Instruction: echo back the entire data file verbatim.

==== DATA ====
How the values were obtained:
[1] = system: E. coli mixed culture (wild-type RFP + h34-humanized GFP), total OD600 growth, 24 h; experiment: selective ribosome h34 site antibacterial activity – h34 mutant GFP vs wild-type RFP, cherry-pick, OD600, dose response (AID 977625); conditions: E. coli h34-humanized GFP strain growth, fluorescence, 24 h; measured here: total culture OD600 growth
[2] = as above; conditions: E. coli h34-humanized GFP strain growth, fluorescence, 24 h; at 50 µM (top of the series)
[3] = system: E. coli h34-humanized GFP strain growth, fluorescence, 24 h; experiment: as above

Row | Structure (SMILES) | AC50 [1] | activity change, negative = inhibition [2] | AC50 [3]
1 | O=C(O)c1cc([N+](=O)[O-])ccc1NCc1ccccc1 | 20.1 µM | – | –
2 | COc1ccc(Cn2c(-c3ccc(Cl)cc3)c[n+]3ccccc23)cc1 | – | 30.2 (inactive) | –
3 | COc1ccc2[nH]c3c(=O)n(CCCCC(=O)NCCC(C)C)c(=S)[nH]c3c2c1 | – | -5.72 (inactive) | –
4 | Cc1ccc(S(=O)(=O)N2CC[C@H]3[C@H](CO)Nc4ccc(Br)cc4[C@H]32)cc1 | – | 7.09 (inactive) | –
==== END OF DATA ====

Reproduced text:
How the values were obtained:
[1] = system: E. coli mixed culture (wild-type RFP + h34-humanized GFP), total OD600 growth, 24 h; experiment: selective ribosome h34 site antibacterial activity – h34 mutant GFP vs wild-type RFP, cherry-pick, OD600, dose response (AID 977625); conditions: E. coli h34-humanized GFP strain growth, fluorescence, 24 h; measured here: total culture OD600 growth
[2] = as above; conditions: E. coli h34-humanized GFP strain growth, fluorescence, 24 h; at 50 µM (top of the series)
[3] = system: E. coli h34-humanized GFP strain growth, fluorescence, 24 h; experiment: as above

Row | Structure (SMILES) | AC50 [1] | activity change, negative = inhibition [2] | AC50 [3]
1 | O=C(O)c1cc([N+](=O)[O-])ccc1NCc1ccccc1 | 20.1 µM | – | –
2 | COc1ccc(Cn2c(-c3ccc(Cl)cc3)c[n+]3ccccc23)cc1 | – | 30.2 (inactive) | –
3 | COc1ccc2[nH]c3c(=O)n(CCCCC(=O)NCCC(C)C)c(=S)[nH]c3c2c1 | – | -5.72 (inactive) | –
4 | Cc1ccc(S(=O)(=O)N2CC[C@H]3[C@H](CO)Nc4ccc(Br)cc4[C@H]32)cc1 | – | 7.09 (inactive) | –